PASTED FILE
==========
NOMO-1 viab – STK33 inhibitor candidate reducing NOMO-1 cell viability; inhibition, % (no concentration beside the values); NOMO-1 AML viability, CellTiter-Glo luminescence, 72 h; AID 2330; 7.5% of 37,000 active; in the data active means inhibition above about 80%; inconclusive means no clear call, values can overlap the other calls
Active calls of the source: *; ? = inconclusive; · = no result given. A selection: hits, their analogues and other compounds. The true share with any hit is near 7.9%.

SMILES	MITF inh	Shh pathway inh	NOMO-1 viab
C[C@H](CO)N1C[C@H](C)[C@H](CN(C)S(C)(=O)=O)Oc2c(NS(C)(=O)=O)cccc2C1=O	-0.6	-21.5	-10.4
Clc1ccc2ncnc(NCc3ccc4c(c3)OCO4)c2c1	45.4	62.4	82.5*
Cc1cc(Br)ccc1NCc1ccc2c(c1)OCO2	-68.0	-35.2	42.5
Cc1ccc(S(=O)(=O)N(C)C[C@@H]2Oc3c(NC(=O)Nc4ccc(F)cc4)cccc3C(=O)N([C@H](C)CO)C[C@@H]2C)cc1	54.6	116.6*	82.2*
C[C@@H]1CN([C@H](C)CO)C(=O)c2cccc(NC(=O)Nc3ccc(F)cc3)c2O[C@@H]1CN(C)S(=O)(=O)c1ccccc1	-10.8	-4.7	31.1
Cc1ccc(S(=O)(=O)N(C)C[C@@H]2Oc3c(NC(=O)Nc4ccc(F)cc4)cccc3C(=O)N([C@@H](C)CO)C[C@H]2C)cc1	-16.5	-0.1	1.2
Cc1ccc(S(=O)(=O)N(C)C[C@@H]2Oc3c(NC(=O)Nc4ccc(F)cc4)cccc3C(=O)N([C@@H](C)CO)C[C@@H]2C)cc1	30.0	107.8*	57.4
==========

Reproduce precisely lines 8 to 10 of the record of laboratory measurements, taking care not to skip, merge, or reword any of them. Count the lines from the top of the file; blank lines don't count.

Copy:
C[C@@H]1CN([C@H](C)CO)C(=O)c2cccc(NC(=O)Nc3ccc(F)cc3)c2O[C@@H]1CN(C)S(=O)(=O)c1ccccc1	-10.8	-4.7	31.1
Cc1ccc(S(=O)(=O)N(C)C[C@@H]2Oc3c(NC(=O)Nc4ccc(F)cc4)cccc3C(=O)N([C@@H](C)CO)C[C@H]2C)cc1	-16.5	-0.1	1.2
Cc1ccc(S(=O)(=O)N(C)C[C@@H]2Oc3c(NC(=O)Nc4ccc(F)cc4)cccc3C(=O)N([C@@H](C)CO)C[C@@H]2C)cc1	30.0	107.8*	57.4